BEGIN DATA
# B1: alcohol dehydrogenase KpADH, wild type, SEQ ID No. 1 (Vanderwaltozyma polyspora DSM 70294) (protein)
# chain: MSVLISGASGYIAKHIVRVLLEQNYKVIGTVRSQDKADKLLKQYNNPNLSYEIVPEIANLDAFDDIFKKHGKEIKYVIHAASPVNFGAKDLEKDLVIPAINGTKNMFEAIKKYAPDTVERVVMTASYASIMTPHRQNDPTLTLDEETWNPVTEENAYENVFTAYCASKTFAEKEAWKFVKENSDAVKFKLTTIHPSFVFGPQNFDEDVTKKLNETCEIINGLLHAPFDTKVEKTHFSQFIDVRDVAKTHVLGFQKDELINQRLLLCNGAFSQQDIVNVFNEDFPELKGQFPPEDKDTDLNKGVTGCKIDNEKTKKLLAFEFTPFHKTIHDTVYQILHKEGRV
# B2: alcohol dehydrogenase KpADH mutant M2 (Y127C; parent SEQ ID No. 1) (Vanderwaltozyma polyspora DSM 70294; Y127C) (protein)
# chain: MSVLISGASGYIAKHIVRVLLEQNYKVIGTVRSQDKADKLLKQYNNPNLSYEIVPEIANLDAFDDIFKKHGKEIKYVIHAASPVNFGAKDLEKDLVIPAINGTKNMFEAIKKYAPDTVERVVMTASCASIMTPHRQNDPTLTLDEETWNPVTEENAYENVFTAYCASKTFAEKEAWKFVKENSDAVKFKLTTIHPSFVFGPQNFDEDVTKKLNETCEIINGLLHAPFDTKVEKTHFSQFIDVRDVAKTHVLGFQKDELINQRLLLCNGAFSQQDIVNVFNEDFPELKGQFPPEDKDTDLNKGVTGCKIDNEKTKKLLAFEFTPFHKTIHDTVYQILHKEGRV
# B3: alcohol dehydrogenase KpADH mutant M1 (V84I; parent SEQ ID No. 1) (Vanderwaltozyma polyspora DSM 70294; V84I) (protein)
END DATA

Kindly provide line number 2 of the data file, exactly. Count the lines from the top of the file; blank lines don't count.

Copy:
# chain: MSVLISGASGYIAKHIVRVLLEQNYKVIGTVRSQDKADKLLKQYNNPNLSYEIVPEIANLDAFDDIFKKHGKEIKYVIHAASPVNFGAKDLEKDLVIPAINGTKNMFEAIKKYAPDTVERVVMTASYASIMTPHRQNDPTLTLDEETWNPVTEENAYENVFTAYCASKTFAEKEAWKFVKENSDAVKFKLTTIHPSFVFGPQNFDEDVTKKLNETCEIINGLLHAPFDTKVEKTHFSQFIDVRDVAKTHVLGFQKDELINQRLLLCNGAFSQQDIVNVFNEDFPELKGQFPPEDKDTDLNKGVTGCKIDNEKTKKLLAFEFTPFHKTIHDTVYQILHKEGRV